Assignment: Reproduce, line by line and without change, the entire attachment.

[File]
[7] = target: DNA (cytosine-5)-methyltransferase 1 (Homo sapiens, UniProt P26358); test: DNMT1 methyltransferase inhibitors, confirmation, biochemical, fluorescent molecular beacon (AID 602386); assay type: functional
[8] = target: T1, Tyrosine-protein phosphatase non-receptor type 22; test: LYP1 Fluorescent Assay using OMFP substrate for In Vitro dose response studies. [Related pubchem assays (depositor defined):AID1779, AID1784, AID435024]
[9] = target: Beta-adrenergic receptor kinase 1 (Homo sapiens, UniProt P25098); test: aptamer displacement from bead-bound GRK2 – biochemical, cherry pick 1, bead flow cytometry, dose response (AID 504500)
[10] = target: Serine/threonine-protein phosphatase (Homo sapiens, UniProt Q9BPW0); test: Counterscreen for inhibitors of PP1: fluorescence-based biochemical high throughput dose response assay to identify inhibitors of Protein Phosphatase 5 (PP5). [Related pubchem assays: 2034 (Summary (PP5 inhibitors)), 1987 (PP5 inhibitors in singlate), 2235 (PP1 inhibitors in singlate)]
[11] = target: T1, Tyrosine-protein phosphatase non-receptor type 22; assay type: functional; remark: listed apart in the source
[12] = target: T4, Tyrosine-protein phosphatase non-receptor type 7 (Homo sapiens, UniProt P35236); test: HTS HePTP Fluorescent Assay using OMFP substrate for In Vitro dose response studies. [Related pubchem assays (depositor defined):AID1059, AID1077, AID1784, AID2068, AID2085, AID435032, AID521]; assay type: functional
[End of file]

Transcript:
[7] = target: DNA (cytosine-5)-methyltransferase 1 (Homo sapiens, UniProt P26358); test: DNMT1 methyltransferase inhibitors, confirmation, biochemical, fluorescent molecular beacon (AID 602386); assay type: functional
[8] = target: T1, Tyrosine-protein phosphatase non-receptor type 22; test: LYP1 Fluorescent Assay using OMFP substrate for In Vitro dose response studies. [Related pubchem assays (depositor defined):AID1779, AID1784, AID435024]
[9] = target: Beta-adrenergic receptor kinase 1 (Homo sapiens, UniProt P25098); test: aptamer displacement from bead-bound GRK2 – biochemical, cherry pick 1, bead flow cytometry, dose response (AID 504500)
[10] = target: Serine/threonine-protein phosphatase (Homo sapiens, UniProt Q9BPW0); test: Counterscreen for inhibitors of PP1: fluorescence-based biochemical high throughput dose response assay to identify inhibitors of Protein Phosphatase 5 (PP5). [Related pubchem assays: 2034 (Summary (PP5 inhibitors)), 1987 (PP5 inhibitors in singlate), 2235 (PP1 inhibitors in singlate)]
[11] = target: T1, Tyrosine-protein phosphatase non-receptor type 22; assay type: functional; remark: listed apart in the source
[12] = target: T4, Tyrosine-protein phosphatase non-receptor type 7 (Homo sapiens, UniProt P35236); test: HTS HePTP Fluorescent Assay using OMFP substrate for In Vitro dose response studies. [Related pubchem assays (depositor defined):AID1059, AID1077, AID1784, AID2068, AID2085, AID435032, AID521]; assay type: functional